"From an economic perspective, health reform will fail if we can't sometimes push back against the try-anything instinct," wrote David Leonhardt.
"So figuring out how we can say no may be the single toughest and most important task facing the people who will be in charge of carrying out reform."
As you continue to read Leonhardt's shocking words, consider that the paper he writes for has published over 100 articles about Sarah Palin's "death panels":
This try-anything-and-everything instinct is ingrained in our culture, and it has some big benefits. But it also has big downsides, including the side effects and risks that come with unnecessary treatment. Consider that a recent study found that 15,000 people were projected to die eventually from the radiation they received from CT scans given in just a single year - and that there was "significant overuse" of such scans. [...]
It's not just CT scans. Caesarean births have become more common, with little benefit to babies and significant burden to mothers. Men who would never have died from prostate cancer have been treated for it and left incontinent or impotent. Cardiac stenting and bypasses, with all their side effects, have become popular partly because people believe they reduce heart attacks. For many patients, the evidence suggests, that's not true.
Indeed. But how many of these CT scans are ordered by doctors concerned with potential lawsuits and are only requested as a CYA? How many ob-gyns are now doing Caesareans for exactly the same reason, or cardiologists recommending stents and bypasses?
This of course was an argument Republicans made throughout the healthcare debate, and why they advocated tort reform. Doctors themselves complain that many of the procedures they recommend are exclusively to reduce legal liability in the future.
But Leonhardt chose not to address that, and instead talked about the problem purely from an economic perspective:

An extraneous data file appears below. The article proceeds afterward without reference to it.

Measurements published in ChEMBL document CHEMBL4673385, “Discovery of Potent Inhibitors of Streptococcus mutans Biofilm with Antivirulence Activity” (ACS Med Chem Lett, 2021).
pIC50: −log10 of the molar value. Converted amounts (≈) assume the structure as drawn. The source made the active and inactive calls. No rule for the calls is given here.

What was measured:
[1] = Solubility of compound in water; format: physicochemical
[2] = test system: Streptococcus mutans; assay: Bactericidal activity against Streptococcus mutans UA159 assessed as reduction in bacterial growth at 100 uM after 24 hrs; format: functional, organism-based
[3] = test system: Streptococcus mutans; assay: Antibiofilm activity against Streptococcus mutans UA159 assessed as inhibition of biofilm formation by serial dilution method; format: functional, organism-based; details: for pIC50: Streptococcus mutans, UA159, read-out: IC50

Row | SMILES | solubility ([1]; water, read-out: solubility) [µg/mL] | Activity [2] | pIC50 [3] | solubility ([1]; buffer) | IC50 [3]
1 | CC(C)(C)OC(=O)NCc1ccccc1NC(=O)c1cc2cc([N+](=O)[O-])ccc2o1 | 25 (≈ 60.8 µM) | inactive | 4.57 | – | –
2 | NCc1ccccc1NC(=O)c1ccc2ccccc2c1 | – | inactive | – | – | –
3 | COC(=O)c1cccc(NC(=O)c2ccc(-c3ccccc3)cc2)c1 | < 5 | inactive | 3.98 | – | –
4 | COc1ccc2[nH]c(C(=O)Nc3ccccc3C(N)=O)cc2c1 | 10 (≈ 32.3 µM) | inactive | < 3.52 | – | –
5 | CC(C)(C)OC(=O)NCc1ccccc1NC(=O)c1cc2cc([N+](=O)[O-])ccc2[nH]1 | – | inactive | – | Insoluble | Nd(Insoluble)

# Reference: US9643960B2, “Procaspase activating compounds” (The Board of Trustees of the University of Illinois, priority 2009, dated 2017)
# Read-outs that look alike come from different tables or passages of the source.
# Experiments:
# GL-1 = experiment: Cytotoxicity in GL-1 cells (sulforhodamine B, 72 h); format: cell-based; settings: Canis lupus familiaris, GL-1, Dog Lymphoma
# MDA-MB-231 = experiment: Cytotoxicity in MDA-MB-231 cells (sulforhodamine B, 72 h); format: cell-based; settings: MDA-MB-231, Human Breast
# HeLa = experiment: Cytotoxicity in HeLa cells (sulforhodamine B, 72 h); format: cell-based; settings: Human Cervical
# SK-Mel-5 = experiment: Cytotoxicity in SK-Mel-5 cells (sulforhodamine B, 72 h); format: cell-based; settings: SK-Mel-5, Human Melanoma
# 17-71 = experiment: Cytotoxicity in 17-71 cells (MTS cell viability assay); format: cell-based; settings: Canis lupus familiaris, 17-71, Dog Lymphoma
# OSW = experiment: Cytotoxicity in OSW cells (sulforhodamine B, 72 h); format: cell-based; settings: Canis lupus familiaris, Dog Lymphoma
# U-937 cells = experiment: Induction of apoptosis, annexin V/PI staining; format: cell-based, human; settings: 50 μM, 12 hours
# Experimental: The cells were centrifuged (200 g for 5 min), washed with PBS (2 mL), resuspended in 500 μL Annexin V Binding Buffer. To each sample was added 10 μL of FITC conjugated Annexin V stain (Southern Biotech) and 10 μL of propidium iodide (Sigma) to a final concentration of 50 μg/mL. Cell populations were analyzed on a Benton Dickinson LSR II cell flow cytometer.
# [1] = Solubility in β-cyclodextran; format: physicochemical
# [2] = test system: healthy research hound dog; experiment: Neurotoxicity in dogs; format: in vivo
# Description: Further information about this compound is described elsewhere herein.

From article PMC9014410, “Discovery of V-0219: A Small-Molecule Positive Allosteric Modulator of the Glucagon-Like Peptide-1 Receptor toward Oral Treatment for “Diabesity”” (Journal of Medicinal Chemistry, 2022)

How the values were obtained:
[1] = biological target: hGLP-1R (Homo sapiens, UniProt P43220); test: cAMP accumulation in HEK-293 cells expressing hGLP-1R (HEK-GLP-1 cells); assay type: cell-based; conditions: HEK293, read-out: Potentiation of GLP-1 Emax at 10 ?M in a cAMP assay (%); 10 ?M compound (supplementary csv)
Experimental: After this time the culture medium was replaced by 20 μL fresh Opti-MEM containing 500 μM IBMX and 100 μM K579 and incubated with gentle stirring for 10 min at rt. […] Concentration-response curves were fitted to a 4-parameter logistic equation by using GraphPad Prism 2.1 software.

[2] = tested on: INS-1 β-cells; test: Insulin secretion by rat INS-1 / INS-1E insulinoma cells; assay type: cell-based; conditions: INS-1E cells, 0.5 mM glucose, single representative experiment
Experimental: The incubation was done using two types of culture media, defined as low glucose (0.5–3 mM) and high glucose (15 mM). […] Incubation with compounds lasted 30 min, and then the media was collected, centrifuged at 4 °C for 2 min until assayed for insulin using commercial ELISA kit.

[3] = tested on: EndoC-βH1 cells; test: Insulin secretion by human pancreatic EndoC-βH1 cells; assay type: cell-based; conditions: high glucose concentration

Giving hospitals and drug makers a blank check will bankrupt Medicare. Slowing the cost growth, on the other hand, will free up resources for other uses, like education. Lower costs will also lift workers' take-home pay.
Fascinating. You think that seniors across the fruited plain would have liked to know that ObamaCare would lead to the potential denial of medical services to "free up resources for other uses, like education?"
Wouldn't it have been nice if this kind of information was disclosed BEFORE Congress voted on this unpopular legislation?
As Ed Morrissey wrote Wednesday:
For months, media outlets like the New York Times scolded conservatives over their concerns about rationed medical care. Sarah Palin outraged them by referring to "death panels" when the ObamaCare bill wound up containing language enabling "comparative effectiveness" boards as guiding lights for medical care decisions...Now they admit that the "most important task" of the people running the ObamaCare reform is to deny people medical care - under circumstances where a group of elites decide it's not worth it.
Morrissey was quite correct in his assessment of the Times' position on this matter BEFORE healthcare reform was passed.
According to LexisNexis, the Gray Lady has published over 100 articles with the phrase "death panel" since Palin's Facebook posting on the subject last August.
Two of these were written by Leonhardt. Here's what he wrote on September 2:
Next week, Congress will return to session, and health care, of course, will be at the top of its agenda. Passing a bill, it's clear, will be no easier than in previous decades. President Obama's poll numbers have fallen, while untruths about death panels have made the rounds and members of Congress have been subjected to town hall harangues.
If Leonhardt and his colleagues would have spent more time actually informing the public about the proposals in front of Congress instead of attacking the former Alaska governor, Americans would have known the truth BEFORE the votes were taken.
Makes you wonder if Leonhardt is just trying to ease his conscience.